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Using a variational formulation for partial differential equations combined with numerical simulations on ordinary differential equations (ODEs), we find two categories (pulses and snakes) of dissipative solitons, and analyze the dependence of both their shape and stability on the physical parameters of the cubic-quintic Ginzburg–Landau equation (CGLE). In contrast to the regular solitary waves investigated in numerous integrable and non-integrable systems over the last three decades, these dissipative solitons are not stationary in time. Rather, they are spatially confined pulse-type structures whose envelopes exhibit complicated temporal dynamics. Numerical simulations reveal very interesting bifurcations sequences as the parameters of the CGLE are varied. Our predictions on the variation of the soliton amplitude, width, position, speed and phase of the solutions using the variational formulation agree with simulation results. Firstly, we develop a variational formalism which explores the various classes of dissipative solitons. Given the complex dynamics, the trial functions have been generalized considerably over conventional ones to keep the shape relatively simple, and the trial function integrable while allowing arbitrary temporal variation of the amplitude, width, position, speed and phase of the pulses and snakes. In addition, the resulting Euler–Lagrange (EL) equations from the variational formulation are treated in a completely novel way. Rather than considering the stable fixed points which correspond to the well-known stationary solitons, we use dynamical systems theory to focus on more complex attractors, viz. periodic (pulses) and quasiperiodic (snakes). Periodic evolution of the trial function parameters on stable periodic attractors yields solitons whose amplitudes and widths are non-stationary or time dependent. Secondly, we investigate the dissipative solitons of the CGLE and analyze its qualitative behavior by using numerical methods for ODEs. To solve numerically the nonlinear systems of ODEs that represent EL equations obtained from variational technique, we use an explicit Runge–Kutta fourth-order method. Finally, we elucidate the Hopf bifurcation mechanism responsible for the various pulsating solitary waves, as well as its absence in Hamiltonian and integrable systems where such structures are absent due to the lack of dissipation.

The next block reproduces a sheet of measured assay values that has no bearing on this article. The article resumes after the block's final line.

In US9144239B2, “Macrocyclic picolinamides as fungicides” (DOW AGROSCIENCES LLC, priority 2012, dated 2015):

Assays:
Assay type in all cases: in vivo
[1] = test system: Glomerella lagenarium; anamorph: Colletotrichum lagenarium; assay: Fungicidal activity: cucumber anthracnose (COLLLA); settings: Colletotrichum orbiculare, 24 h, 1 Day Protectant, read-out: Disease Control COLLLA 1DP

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Nonlinear Dynamics




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This version of the article includes corrections made by the authors. The correction is as follows: "The following information was omitted in the original publication: The proof at the beginning of Section 3 applies only to regular Hopf bifurcations involving a pair of bifurcating (pure imaginary) eigenvalues. Note however that, although simple Hopf bifurcations are impossible, the well-known Hamiltonian–Hopf bifurcation involving four bifurcating eigenvalues is of course ubiquitous in Hamiltonian systems. Note that this Hamiltonian–Hopf bifurcation cannot occur in our three-dimensional system though." See the erratum at Erratum